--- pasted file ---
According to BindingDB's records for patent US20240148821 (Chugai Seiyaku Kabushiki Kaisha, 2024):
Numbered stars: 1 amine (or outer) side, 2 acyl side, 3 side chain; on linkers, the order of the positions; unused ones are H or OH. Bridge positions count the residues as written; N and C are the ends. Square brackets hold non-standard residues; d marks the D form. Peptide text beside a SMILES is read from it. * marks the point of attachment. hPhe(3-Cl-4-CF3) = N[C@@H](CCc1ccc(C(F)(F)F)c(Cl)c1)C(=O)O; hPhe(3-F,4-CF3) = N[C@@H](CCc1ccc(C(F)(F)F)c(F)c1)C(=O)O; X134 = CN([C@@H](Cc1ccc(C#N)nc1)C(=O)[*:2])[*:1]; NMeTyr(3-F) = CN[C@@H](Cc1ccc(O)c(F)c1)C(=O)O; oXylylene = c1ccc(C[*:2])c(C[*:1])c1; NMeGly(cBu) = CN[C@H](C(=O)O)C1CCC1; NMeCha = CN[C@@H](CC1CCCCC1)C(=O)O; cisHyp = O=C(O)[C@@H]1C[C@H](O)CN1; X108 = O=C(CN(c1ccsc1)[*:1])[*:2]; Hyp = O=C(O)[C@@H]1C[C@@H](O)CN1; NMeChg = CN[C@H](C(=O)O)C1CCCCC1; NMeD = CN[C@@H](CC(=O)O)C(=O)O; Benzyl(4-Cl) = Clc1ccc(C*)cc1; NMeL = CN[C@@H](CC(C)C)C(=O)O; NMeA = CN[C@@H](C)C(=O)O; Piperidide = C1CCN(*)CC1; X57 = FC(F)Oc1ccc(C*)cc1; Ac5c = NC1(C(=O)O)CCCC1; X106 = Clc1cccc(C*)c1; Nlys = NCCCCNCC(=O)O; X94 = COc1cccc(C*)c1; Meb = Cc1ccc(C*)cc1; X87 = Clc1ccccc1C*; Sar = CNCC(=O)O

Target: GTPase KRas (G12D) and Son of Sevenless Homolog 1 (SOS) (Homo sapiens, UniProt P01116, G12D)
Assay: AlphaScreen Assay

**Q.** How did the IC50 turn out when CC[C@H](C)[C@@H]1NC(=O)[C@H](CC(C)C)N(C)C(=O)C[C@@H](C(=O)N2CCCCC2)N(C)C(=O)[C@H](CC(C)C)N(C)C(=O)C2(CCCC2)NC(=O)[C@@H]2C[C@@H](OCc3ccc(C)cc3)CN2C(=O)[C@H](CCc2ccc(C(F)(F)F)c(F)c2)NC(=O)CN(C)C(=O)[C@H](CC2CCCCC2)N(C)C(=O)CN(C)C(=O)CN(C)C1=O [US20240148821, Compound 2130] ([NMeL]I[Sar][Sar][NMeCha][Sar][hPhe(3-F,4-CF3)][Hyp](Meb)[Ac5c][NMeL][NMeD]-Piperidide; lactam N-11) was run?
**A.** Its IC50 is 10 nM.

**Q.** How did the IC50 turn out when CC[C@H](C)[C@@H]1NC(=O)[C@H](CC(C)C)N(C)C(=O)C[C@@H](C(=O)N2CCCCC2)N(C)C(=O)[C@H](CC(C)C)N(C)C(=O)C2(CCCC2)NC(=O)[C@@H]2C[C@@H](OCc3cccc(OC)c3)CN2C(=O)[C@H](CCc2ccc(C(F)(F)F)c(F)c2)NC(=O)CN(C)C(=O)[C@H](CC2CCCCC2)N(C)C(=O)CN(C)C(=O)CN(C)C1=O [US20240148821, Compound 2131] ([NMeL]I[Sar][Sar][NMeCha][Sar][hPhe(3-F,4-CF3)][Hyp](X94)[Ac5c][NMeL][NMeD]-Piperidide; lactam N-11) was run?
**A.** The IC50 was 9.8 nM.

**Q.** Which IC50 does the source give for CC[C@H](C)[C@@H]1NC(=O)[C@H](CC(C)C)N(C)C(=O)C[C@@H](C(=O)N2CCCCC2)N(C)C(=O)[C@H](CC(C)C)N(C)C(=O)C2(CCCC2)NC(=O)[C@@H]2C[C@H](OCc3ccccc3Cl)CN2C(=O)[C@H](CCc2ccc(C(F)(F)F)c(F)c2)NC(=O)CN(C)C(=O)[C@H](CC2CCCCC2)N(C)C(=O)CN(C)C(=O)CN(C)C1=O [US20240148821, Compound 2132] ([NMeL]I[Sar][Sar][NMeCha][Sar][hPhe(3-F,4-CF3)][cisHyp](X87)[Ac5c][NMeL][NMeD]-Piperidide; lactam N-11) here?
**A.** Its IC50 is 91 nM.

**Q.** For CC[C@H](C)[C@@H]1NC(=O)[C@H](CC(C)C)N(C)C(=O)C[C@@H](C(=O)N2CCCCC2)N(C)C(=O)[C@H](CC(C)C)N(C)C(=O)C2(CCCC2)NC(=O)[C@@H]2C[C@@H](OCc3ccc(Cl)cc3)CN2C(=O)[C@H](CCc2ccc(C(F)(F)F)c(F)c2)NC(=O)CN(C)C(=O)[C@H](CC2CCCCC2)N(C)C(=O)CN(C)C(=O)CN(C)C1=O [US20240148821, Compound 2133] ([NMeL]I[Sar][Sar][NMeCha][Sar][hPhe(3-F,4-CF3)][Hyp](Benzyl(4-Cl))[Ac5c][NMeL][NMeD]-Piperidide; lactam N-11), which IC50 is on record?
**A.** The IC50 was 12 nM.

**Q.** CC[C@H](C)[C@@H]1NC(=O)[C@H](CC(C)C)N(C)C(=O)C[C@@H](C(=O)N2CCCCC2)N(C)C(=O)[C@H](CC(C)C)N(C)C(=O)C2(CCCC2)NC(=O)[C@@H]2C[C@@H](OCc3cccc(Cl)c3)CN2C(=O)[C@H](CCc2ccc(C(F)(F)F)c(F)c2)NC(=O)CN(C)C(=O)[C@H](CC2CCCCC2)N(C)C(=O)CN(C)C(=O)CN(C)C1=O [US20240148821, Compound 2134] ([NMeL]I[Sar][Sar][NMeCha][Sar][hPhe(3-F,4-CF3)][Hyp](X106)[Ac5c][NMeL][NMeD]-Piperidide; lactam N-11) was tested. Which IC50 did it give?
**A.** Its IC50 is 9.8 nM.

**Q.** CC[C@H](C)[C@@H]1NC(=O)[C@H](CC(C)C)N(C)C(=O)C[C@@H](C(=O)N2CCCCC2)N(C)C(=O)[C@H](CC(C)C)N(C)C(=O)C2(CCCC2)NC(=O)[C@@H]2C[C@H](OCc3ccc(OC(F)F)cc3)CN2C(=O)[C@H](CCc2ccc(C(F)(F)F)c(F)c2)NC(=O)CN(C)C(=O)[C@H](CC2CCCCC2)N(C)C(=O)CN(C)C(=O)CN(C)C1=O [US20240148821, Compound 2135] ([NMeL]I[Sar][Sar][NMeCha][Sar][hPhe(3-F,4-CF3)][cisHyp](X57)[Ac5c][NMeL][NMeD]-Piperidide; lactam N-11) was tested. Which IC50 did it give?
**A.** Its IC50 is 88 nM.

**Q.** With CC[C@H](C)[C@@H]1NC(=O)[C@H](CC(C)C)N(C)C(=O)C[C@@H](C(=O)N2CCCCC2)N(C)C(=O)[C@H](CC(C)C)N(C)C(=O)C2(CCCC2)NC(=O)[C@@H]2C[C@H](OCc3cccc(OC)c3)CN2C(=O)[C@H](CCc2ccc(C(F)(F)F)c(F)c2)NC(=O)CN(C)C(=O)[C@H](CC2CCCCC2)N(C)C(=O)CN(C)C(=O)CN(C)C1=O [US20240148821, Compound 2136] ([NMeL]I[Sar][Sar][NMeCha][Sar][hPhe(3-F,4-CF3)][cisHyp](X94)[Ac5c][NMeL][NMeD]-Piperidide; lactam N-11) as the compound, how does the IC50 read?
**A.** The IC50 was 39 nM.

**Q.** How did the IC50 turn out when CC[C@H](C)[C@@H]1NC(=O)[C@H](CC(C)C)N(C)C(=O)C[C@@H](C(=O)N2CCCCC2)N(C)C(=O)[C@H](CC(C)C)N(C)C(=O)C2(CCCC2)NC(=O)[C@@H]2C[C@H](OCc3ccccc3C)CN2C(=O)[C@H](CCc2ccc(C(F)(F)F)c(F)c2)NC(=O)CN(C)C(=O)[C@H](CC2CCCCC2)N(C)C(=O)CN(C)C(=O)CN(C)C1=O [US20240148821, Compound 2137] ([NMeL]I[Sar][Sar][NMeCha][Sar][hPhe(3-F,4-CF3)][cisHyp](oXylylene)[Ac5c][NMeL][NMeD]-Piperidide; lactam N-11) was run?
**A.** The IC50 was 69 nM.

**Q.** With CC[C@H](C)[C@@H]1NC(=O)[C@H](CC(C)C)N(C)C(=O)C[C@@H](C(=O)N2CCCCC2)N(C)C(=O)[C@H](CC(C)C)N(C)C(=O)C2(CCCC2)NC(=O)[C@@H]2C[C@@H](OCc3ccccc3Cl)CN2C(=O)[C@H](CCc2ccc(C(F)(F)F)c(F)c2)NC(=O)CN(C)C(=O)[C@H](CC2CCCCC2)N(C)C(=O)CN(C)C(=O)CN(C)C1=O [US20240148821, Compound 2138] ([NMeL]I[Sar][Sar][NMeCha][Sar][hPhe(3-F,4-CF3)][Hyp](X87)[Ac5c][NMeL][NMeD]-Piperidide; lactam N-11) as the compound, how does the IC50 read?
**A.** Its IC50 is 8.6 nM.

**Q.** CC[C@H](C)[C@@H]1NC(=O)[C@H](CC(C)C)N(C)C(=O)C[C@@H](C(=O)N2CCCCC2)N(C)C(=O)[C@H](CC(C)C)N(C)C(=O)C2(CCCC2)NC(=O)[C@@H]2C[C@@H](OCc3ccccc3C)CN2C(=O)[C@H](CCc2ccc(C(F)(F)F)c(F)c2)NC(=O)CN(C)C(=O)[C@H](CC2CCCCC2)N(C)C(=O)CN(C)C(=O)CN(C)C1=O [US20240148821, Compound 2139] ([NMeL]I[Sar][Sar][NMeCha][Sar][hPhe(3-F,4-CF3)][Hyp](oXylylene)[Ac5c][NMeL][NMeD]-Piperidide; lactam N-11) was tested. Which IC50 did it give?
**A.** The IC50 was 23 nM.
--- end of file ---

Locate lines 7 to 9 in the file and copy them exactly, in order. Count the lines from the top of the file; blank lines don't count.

**Q.** How did the IC50 turn out when CC[C@H](C)[C@@H]1NC(=O)[C@H](CC(C)C)N(C)C(=O)C[C@@H](C(=O)N2CCCCC2)N(C)C(=O)[C@H](CC(C)C)N(C)C(=O)C2(CCCC2)NC(=O)[C@@H]2C[C@@H](OCc3cccc(OC)c3)CN2C(=O)[C@H](CCc2ccc(C(F)(F)F)c(F)c2)NC(=O)CN(C)C(=O)[C@H](CC2CCCCC2)N(C)C(=O)CN(C)C(=O)CN(C)C1=O [US20240148821, Compound 2131] ([NMeL]I[Sar][Sar][NMeCha][Sar][hPhe(3-F,4-CF3)][Hyp](X94)[Ac5c][NMeL][NMeD]-Piperidide; lactam N-11) was run?
**A.** The IC50 was 9.8 nM.

**Q.** Which IC50 does the source give for CC[C@H](C)[C@@H]1NC(=O)[C@H](CC(C)C)N(C)C(=O)C[C@@H](C(=O)N2CCCCC2)N(C)C(=O)[C@H](CC(C)C)N(C)C(=O)C2(CCCC2)NC(=O)[C@@H]2C[C@H](OCc3ccccc3Cl)CN2C(=O)[C@H](CCc2ccc(C(F)(F)F)c(F)c2)NC(=O)CN(C)C(=O)[C@H](CC2CCCCC2)N(C)C(=O)CN(C)C(=O)CN(C)C1=O [US20240148821, Compound 2132] ([NMeL]I[Sar][Sar][NMeCha][Sar][hPhe(3-F,4-CF3)][cisHyp](X87)[Ac5c][NMeL][NMeD]-Piperidide; lactam N-11) here?